Pseudo-GLM EnKF Assimilation -> Flash extent density ~ 80 min -1 -> Flash extent density ~ 1 min -1 May 8, :09Z Latitude Longitude Example of pseudo-GLM Flash extent density (FED) derived from Oklahoma LMA data. P-GLM flash extent density observations were generated from Lightning Mapping Array (LMA) data, using a flash separation algorithm (MacGorman et al 2008) to specify individual flashes. Various linear relationships between graupel mass and flash rate, graupel echo volume and flash rate, and non-inductive charging and flash rate were tested. Good results for strong and weak convection tests were found with the relationship: FED = (0.017)*(graupel volume) Here, graupel volume is the sum of grid cells with graupel mixing ratio > 0.5 g/kg in a 16-km box centered on the p-GLM pixel. Ensemble has 40 members at 1-km horizontal resolution. Comparison assimilation tests with radar radial velocity were also performed.
22:09Z Ens. Mean reflectivity Low-level analysis of radar reflectivity around the time of the first tornado (Moore/Oklahoma City, OK EF4 tornadic storm) Observed Reflectivity 22:09Z Single member reflectivity Some broadening of the storms is expected from the 8-km resolution of the pseudo-GLM data. Excessive coverage of high-reflectivity regions is not unexpected, but also not bad for a simple linear observation operator. P-GLM EnKF: 8 May 2003 Supercell
Probability of Vorticity > s -1 at 1.75 km model height Radar radial velocity (Vr) assimilation 1 minute pGLM assimilation (Assimilation ended at 22:09) EnKF analyses of low-level mesocyclone (indicative of tornado potential) shows supercell storm character in the p-GLM assimilation. Rotation is not as strong as when radar radial velocity is assimilated, but has a similar average track and increases in probability near the time of the observed tornado formation. Forecast tests are planned but not yet executed.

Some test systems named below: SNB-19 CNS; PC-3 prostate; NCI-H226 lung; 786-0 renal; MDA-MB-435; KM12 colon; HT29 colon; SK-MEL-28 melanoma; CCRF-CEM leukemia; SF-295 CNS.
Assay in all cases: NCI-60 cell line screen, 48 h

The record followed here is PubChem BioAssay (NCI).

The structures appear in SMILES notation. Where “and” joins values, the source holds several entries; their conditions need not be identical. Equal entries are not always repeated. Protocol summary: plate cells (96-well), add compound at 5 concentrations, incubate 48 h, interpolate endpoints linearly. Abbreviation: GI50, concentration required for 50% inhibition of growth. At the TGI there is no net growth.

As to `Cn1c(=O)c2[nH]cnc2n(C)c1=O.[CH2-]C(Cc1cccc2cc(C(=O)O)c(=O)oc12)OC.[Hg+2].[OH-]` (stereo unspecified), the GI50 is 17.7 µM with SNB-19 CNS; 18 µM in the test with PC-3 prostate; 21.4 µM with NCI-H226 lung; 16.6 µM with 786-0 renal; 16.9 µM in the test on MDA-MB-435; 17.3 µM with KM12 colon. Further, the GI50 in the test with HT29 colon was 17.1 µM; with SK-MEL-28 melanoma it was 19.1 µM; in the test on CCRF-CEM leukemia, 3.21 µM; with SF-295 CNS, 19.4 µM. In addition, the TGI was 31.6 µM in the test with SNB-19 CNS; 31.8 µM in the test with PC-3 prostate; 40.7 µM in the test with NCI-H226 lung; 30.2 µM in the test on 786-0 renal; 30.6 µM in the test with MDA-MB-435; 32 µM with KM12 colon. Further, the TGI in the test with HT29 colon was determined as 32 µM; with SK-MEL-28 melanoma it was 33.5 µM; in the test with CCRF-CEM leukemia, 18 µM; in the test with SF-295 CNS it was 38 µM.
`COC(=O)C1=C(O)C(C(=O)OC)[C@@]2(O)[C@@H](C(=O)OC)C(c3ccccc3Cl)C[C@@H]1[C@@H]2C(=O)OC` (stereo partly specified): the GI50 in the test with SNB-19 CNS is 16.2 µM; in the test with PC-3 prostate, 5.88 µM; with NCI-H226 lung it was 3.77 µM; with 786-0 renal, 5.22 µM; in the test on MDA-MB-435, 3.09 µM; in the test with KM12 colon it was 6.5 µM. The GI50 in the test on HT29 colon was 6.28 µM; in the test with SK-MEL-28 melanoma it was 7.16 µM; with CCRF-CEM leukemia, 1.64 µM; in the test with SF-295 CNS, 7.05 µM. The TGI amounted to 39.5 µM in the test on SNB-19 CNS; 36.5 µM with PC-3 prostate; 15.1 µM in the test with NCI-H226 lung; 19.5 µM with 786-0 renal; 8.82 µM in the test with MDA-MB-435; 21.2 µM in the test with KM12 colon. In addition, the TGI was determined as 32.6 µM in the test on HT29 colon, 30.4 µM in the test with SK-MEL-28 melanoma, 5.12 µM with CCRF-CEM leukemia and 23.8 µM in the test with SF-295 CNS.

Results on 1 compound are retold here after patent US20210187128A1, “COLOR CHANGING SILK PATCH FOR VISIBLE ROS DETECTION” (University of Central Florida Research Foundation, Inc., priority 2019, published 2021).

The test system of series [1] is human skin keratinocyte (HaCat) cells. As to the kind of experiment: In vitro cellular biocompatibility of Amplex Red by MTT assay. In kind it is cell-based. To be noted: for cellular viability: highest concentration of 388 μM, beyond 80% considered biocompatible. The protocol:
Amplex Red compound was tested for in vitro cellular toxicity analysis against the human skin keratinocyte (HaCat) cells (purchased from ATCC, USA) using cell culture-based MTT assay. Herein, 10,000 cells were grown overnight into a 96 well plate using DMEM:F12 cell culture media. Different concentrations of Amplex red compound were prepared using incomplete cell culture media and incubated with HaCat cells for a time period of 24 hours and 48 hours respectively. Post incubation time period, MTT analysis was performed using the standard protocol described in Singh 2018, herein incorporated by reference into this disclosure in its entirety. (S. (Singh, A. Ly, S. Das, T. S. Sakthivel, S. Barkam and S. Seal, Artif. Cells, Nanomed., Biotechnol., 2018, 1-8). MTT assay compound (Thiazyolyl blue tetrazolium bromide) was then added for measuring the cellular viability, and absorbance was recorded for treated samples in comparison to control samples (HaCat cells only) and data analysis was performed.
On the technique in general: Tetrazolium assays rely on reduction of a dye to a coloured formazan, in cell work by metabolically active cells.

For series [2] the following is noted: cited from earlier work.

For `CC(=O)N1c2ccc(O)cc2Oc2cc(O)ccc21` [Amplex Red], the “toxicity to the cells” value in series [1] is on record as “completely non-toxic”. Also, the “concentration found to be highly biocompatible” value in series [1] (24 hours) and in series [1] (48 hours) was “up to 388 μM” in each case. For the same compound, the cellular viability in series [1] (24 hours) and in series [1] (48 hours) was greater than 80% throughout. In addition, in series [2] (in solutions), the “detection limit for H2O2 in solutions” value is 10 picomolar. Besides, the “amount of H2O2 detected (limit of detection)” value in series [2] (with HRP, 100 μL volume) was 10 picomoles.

Summary: Lightning effectively identifies deep convection and is useful for forcing convection in the early hours of a forecast. Sustained nudging of water vapor forms updrafts and allows storms to develop in a balanced manner within the model. For simple convection initiation, it is more efficient, e.g., than 3D-VAR radar analysis. The Ensemble Kalman Filter method can modulate convection (e.g., strengthen or weaken) or help suppress spurious storms using lightning or radar data. It requires an ensemble, which is computationally expensive, but eliminates the need to develop direct algorithmic adjustments of state variables (updraft, moisture, temperature, etc.) or complex 4D-var adjoint models. Lightning data can provide enhanced value to radar where available and are especially useful in radar voids (e.g., tropical storms at sea). It can serve as additional input, for example, in short-term (0-1 hr) forecasting of high-impact weather in the Warn-on-Forecast paradigm Reference: Fierro, A. O., E. R. Mansell, C.L. Ziegler, and D.R. MacGorman, 2012: Application of a Lightning Data Assimilation Technique in the WRF-ARW Model at Cloud-Resolving Scales for the Tornado Outbreak of 24 May 2011, Mon. Wea. Rev. vol. 120,